Subaru Forester 2 Tow Vehicle Review

PHILIP LORD — 9 December 2013

The fourth generation Subaru Forester has arrived and the key changes that will be of interest to caravanners are the increased maximum towing capacity and the trailer sway control, which is now incorporated into the electronic safety suite.

These features complement a raft of more significant general changes, such as CVT transmission (replacing the antiquated four-speed auto), auto stop-start, a weight-saving aluminium bonnet and a sophisticated trip computer.

The entry level Forester is the six-speed manual 2.0 but we are testing the more popular automatic version, the 2.5i. The automatic – strictly speaking, it’s a Constantly Variable Transmission (CVT) – is a first for the Forester, replacing the four-speed automatic in the previous model and, unlike before, Subaru has seen fit to use a larger displacement engine when the CVT option box is ticked. Instead of the 110kW/198Nm 2L engine, the CVT uses a 126kW/235Nm 2.5L engine.


Standard features in the Forester 2.5i include auto stop-start, X-Mode (offroad mode) seven airbags (including driver’s knee airbag) ABS brakes, traction control and stability control, electric drop-down rear seats, dual-zone climate control air-conditioning, trip computer, Bluetooth for phone, audio streaming and with voice recognition, manual, height-adjustable driver’s seat, AC powerpoint in the front console and roof rails.

The Forester’s cabin is wider than before and the seats are positioned higher for a better hip point. And the redesigned sills, which sit slightly inboard, make getting in and out easier.

The windscreen sits forward 200mm over the previous model and this helps the feeling of spaciousness in the Subaru’s cabin. Subaru has also spent money on soft-touch plastics, aiding a better sense of quality inside.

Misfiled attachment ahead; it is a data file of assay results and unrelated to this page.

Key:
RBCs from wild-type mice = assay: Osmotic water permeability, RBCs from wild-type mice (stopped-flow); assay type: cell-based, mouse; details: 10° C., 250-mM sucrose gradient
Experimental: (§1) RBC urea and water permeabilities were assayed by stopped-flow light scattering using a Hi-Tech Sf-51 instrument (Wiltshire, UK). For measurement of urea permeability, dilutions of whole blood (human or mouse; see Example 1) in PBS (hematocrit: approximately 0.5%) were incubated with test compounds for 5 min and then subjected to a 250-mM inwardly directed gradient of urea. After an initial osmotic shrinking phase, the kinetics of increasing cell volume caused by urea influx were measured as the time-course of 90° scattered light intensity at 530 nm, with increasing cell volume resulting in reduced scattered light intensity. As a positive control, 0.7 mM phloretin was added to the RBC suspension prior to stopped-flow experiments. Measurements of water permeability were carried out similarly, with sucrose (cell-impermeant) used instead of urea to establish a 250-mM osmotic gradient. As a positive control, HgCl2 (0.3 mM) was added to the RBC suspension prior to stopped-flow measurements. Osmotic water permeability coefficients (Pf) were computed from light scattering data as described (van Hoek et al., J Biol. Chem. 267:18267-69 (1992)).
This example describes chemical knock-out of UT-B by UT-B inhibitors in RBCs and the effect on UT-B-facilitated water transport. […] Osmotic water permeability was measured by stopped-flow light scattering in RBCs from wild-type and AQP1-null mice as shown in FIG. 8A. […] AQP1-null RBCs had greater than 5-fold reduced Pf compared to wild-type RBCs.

The front seats are firm and supportive, although you do get the feeling you are perched higher up than before. The way Subaru has incorporated a more raked windscreen and fixed side window quarter glass has not only improved vision to the sides when waiting at an intersection, for example, but you have a much better view when actually turning. Such a simple change has yielded great results.

The controls are mostly unremarkable, which is a good thing. The comprehensive trip computer, which includes – among
a long list of other features – the amount of fuel saved by using the stop-start system, takes a while to learn to use. Other than that, this is one of those cars that you just jump in and drive, without fumbling about.

The rear seat is comfortable and offers plenty of leg and head room. The seat is adjustable for rake, not only improving comfort for adults, but also permitting a more secure fitment of child or booster seats. These seats don’t always sit flush with the back of the seat and this rake adjustment allows a better fit.

The cargo area is large with tie-downs and with neat shopping hooks fitted to the side walls. The full-sized spare wheel is under the cargo floor.


The 2.5L engine is a new generation of Subaru’s horizontally opposed four-cylinder engine and it is smoother and quieter than before. This engine is tractable and revs out without fuss. The auto stop-start system is more sophisticated than early examples of this feature used in other brands, with a quicker response time in restarting the engine, albeit with a bit of a jolt.